National Fossil Day
Windows Through Time
Robert and Johanna Titus
Register Star – Oct. 2014
It’s coming up on National Fossil Day once again, and we have put it onto our calendar as something worth observing. But what will be we do to celebrate? We haven’t decided. We can’t put up a Fossil Day tree or carve a fossil pumpkin. We don’t really know what you are supposed to. Maybe we should just go out and do some fossil hunting. It’s, after all, a very nice season to get out and do such things. One of us, Robert, was trained as a professional paleontologist, so he has spent a lot of time doing just that, so, why not this year? National Fossil Day, 2014, is Wednesday, October 15th. It has been organized by the National Park Service in association with the American Geosciences Institute.
Last year we wrote a column about a very common fossil, a shellfish called a brachiopod. It was a form named Mucrospirifer (lower left in our picture) and it is very commonly found in our local Devonian aged sandstones and shales. Brachiopods, like clams, have two shells, but brachiopods are not mollusks; they belong to a very different group of invertebrate animals. Some species of brachiopods still live in our oceans, but they are quite rare. Back during the Devonian, however, they were enormously commonplace seafloor dwellers.
This year, let’s describe a wholly different type of Devonian animal – the trilobite.
Trilobites belong to a major group of invertebrates called the phylum arthropoda or simply the arthropods. Those are invertebrates that have external skeletons and jointed legs (actually “appendages”). We can‘t think of a better living example of an arthropod than the lobster. They possess very well-developed external skeletons and wonderful jointed appendages.
So too did the trilobites. Their external skeletons were divided up into three lobes – one running down their centers and two lateral lobes as well. That describes their backs, but underneath there was a long series of jointed legs. At the front end was a head which also had three lobes. They are not likely to have been terribly intelligent, but they did have something of a brain in the center of their heads. At the tail end of a trilobite was, of course, a tail! It also had three lobes, but it usually came to a pointed end.
Trilobites lived on sea floors. They date back to the early Cambrian time period which was more than half a billion years ago. They were very humble creatures; often they were scavengers, living by finding things to eat that were just lying on the bottom of the ocean. They were numerically important seafloor dwellers back then. In fact, whenever a geologist thinks about the Cambrian, it is likely with an image of trilobite. Trilobites were important bottom dwellers for several hundred million years, but they never surpassed their Cambrian success. They endured a long very slow and progressive decline. As the eons passed by, they just became less common and less diverse. Their final chapter came at the close of the Permian time period. That was about a quarter of a billion years ago.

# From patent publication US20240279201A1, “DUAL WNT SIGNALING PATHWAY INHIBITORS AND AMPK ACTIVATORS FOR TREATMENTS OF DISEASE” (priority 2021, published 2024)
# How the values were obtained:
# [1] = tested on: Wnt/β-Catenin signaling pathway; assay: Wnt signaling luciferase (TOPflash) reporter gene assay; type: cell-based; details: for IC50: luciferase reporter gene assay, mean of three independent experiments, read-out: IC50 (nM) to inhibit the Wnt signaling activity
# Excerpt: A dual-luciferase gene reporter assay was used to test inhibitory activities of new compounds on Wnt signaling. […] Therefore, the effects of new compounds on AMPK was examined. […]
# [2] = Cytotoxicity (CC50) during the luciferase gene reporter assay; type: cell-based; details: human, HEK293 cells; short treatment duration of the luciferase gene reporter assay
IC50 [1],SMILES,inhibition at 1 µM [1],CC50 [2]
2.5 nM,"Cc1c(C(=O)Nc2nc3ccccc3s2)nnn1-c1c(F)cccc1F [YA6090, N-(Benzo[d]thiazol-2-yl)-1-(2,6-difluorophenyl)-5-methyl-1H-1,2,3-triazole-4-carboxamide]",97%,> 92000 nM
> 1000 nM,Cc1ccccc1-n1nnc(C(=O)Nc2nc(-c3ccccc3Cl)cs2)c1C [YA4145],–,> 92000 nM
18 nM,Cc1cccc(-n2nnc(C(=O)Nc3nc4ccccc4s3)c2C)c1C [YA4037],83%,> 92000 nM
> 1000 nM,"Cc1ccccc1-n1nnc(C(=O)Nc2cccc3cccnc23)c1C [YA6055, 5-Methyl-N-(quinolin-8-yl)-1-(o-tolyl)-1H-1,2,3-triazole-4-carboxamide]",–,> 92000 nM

Their final extinction is considered the event that brought the Permian Period to an end. We have to think that there was a final day, and a final hour, and a last minute, when the absolutely last trilobite experienced its final heartbeat. At that solemn moment, a great group of animals had disappeared. Extinction is, after all, forever.
But they remain, sort of. They are all dead but their fossils still can be found. Trilobites are among the most coveted and treasured fossil finds that a collector can hope to bring home from a day of hunting. Good ones are, however, very scarce. They had jointed skeletons, and, after death, the processes of decay caused those skeletons to disaggregate and fall apart. Because of that it is not very common for collectors to happen upon a complete and fully articulated skeleton. The two of us have only found a few of them.
The one that we have chosen to illustrate is called Phacops rana. It is named that because paleontologists have decided that it closely resembles a type of frog call Rana. It is a beautiful trilobite and it has been found here in our part of New York State. It was native to the Helderberg Sea and is sometimes, but not commonly, found in the Helderberg Limestone. That’s the unit of rock that makes up the great ledge at John Boyd Thacher State Park. It is the same limestone that you see along Rte. 23 at the large outcrop just west of Catskill. Can you go and find one for yourself? That is VERY unlikely.
Have you found a good fossil trilobite? Send us a picture at email@example.com. Join our facebook page “The Catskill Geologist.”